Wednesday, December 6

Live Textural Ambient Synthesizer Performance


Live Jam #25 - Slow evolving drone / Ambient - Self playing patch on Eurorack modular synthesizer
"Monorail, the solo musician not the retro-futuristic vision of transportation utopia, has a running series of live synthesizer jams on his YouTube channel. The styles and tools vary from jam to jam, though there is usually a modular synth at the core. Some might argue that the contemporary rise of the modular synth is itself a form of retro-futurism. If you scroll through his video archive you can chart, in the thumbnail images, the steady progression of his studio:

... This is the latest video I’ve added to my YouTube playlist of recommended live performances of ambient music. Video originally posted at Monorail’s YouTube channel. Monorail is Rijnder Kamerbeek, based in Berlin, Germany."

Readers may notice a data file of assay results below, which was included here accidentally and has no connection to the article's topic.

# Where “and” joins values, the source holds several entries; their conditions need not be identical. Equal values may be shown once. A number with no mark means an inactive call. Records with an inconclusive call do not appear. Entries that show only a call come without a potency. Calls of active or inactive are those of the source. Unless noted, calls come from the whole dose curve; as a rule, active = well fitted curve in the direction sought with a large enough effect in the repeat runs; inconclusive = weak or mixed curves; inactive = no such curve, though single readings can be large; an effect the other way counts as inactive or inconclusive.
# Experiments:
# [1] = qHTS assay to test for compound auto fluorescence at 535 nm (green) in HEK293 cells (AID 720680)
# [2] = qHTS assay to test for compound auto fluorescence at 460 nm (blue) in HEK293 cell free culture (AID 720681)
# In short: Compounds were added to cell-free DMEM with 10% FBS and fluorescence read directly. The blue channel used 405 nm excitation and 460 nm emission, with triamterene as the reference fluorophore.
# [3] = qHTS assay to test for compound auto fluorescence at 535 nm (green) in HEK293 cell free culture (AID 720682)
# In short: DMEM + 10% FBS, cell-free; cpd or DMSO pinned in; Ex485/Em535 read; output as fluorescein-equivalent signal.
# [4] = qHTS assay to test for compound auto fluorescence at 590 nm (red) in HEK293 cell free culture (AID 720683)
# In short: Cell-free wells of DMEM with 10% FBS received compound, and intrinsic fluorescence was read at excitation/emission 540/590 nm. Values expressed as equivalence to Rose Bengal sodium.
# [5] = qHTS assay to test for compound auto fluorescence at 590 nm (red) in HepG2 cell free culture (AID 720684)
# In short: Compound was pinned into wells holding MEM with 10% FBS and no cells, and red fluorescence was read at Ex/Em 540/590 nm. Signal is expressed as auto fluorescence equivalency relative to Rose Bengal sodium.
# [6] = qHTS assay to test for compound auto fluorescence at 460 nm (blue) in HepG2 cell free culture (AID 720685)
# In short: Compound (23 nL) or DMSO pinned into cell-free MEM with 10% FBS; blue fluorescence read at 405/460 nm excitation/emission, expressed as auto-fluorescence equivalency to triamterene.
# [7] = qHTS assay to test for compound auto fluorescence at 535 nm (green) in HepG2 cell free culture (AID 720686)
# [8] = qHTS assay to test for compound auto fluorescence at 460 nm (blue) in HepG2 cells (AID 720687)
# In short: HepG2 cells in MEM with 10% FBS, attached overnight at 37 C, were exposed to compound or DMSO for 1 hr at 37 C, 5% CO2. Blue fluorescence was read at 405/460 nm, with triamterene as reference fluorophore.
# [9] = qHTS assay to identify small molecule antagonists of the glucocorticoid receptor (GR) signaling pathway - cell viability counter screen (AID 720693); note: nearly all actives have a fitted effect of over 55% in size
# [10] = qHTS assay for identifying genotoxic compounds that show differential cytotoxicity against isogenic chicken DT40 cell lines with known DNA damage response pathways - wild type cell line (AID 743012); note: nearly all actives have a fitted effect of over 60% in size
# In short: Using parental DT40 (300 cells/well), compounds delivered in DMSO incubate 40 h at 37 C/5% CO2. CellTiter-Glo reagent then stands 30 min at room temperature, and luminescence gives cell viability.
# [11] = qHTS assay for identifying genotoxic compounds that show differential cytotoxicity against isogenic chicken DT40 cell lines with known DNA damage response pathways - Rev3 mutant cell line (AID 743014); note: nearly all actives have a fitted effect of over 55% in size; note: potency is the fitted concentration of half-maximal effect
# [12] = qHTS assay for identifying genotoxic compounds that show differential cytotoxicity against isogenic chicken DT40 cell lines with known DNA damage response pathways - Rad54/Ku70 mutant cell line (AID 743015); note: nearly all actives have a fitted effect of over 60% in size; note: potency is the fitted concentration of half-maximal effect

disquiet (Video)

Walden on the Rocks - Ariel Dorfman


J.M.W. Turner: Wreckers—Coast of Northumberland, with a Steam-Boat Assisting a Ship off Shore, 1834
"The bodies are strewn everywhere along the beach. Burials are complicated because nobody knows the names of the dead—mostly women and children fleeing famine and poverty, trying to reach the land of plenty that has been promised to them but finding, instead, an early end in turbulent waters. Spectators gape at the debris from the recent shipwreck 'cracked up like an eggshell on the rocks,' while others go about their business. ... This scene of devastation and indifference seems torn from the latest headlines or photos from around the world, just one more group of refugees appearing fleetingly on our screens and in our consideration. ... The eyewitness referred to above, without whom we might not remember the incident at all, was none other than Henry David Thoreau. ..."
NYBooks